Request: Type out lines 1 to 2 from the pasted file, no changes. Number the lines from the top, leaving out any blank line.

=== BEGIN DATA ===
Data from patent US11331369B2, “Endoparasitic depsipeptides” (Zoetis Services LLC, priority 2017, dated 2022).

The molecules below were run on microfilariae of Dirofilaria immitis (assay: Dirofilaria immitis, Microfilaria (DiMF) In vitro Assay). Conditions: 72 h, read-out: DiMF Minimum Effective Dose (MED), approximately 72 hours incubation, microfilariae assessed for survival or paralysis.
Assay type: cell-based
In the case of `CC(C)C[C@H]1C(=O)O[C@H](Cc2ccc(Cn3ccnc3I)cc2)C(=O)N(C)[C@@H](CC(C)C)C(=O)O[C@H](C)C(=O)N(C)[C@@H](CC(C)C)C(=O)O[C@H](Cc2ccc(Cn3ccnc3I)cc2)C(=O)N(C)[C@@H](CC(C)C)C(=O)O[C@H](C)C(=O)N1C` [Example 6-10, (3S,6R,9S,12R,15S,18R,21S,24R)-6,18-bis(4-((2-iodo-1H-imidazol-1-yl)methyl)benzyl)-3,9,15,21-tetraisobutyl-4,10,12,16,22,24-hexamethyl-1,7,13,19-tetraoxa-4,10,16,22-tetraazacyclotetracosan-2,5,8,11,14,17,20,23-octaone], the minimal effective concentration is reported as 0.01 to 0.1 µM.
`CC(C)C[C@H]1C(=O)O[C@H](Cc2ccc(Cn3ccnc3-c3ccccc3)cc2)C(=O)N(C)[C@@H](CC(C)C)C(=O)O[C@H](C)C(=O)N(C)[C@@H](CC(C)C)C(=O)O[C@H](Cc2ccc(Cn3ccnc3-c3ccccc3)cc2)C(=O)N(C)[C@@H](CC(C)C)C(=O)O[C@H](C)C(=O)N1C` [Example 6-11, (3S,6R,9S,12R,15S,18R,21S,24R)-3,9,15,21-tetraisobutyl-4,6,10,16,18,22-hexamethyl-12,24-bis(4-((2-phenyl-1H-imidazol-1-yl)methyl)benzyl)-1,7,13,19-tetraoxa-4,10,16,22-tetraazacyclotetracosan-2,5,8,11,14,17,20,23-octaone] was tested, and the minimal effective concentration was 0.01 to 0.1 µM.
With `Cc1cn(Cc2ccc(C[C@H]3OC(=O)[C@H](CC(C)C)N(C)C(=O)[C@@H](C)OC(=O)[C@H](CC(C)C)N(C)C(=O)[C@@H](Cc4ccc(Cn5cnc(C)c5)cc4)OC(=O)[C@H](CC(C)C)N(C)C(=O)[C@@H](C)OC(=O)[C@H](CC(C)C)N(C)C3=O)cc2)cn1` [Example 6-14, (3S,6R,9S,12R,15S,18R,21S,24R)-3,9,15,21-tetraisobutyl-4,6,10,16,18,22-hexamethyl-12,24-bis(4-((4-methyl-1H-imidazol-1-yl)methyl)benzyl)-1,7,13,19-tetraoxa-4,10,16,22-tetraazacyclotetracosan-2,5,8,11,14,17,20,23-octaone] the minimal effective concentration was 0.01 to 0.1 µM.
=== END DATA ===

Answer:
Data from patent US11331369B2, “Endoparasitic depsipeptides” (Zoetis Services LLC, priority 2017, dated 2022).

The molecules below were run on microfilariae of Dirofilaria immitis (assay: Dirofilaria immitis, Microfilaria (DiMF) In vitro Assay). Conditions: 72 h, read-out: DiMF Minimum Effective Dose (MED), approximately 72 hours incubation, microfilariae assessed for survival or paralysis.